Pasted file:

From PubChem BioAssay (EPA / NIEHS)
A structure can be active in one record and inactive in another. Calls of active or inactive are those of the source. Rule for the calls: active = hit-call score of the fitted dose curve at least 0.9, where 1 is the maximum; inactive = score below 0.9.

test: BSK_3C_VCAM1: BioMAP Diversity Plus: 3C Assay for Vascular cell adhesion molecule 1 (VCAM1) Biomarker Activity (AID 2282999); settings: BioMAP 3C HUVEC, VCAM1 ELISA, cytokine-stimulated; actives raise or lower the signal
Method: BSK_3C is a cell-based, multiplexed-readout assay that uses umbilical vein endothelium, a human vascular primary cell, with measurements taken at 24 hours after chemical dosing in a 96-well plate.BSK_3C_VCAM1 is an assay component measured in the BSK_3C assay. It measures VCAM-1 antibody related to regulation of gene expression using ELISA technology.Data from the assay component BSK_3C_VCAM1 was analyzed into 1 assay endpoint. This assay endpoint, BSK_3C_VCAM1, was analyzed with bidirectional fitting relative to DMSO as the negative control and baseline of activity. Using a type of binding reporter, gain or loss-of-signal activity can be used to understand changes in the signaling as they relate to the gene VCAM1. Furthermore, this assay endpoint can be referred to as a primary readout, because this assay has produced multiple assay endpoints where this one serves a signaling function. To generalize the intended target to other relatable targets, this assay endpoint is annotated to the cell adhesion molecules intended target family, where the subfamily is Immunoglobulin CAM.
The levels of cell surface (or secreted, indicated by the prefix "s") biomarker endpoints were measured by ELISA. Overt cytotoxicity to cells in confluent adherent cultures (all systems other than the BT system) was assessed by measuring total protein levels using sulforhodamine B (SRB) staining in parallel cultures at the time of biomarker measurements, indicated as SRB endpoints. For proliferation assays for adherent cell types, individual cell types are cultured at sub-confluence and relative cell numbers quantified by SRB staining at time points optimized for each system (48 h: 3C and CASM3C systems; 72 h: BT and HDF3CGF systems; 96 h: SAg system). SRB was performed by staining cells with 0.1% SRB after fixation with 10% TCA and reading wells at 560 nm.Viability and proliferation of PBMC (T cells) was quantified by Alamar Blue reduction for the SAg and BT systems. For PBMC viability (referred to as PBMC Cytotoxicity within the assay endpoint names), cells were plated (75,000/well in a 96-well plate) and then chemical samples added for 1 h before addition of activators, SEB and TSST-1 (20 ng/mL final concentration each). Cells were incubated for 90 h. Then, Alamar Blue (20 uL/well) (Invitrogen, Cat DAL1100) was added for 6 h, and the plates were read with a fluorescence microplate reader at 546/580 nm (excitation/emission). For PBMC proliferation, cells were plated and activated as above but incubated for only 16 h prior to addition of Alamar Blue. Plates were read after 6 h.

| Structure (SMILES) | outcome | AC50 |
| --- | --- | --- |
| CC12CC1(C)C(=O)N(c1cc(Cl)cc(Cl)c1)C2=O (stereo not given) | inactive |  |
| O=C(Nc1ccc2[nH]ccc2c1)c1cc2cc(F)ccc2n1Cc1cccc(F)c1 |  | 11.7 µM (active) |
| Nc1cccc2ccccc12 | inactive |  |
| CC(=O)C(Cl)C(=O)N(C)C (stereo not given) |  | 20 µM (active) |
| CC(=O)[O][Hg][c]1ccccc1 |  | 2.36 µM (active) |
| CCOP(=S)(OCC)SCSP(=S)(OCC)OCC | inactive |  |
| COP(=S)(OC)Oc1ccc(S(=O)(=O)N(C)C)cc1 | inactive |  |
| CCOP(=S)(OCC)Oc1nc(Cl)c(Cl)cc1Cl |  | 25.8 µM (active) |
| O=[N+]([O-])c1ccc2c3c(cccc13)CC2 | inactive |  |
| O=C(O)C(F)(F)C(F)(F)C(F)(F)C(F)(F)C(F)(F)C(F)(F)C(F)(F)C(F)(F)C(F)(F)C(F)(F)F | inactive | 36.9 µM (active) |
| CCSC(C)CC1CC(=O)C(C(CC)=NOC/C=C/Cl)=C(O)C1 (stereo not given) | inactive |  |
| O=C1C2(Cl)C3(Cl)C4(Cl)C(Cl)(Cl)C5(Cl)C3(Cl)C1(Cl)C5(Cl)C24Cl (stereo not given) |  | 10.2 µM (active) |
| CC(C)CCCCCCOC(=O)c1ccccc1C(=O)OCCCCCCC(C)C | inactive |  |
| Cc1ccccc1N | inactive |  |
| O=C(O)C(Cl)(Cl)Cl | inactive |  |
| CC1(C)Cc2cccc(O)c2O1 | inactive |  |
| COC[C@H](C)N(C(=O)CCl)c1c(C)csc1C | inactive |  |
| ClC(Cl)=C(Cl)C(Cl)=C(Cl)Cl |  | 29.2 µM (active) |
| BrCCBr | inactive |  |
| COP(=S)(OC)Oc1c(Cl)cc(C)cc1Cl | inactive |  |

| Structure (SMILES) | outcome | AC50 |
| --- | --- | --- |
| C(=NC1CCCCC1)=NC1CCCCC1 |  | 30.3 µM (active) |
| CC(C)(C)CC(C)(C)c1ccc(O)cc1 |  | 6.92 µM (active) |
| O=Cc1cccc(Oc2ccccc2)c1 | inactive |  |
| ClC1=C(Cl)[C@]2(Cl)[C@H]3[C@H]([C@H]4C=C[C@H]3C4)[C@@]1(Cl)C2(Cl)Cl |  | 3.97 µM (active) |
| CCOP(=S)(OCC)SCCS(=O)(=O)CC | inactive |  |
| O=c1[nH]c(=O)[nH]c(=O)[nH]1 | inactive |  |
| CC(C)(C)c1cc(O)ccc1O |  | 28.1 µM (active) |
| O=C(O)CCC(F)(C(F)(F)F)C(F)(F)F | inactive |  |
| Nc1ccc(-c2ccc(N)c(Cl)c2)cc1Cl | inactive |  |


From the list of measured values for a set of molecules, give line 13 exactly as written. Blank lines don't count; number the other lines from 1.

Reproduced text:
| CCOP(=S)(OCC)SCSP(=S)(OCC)OCC | inactive |  |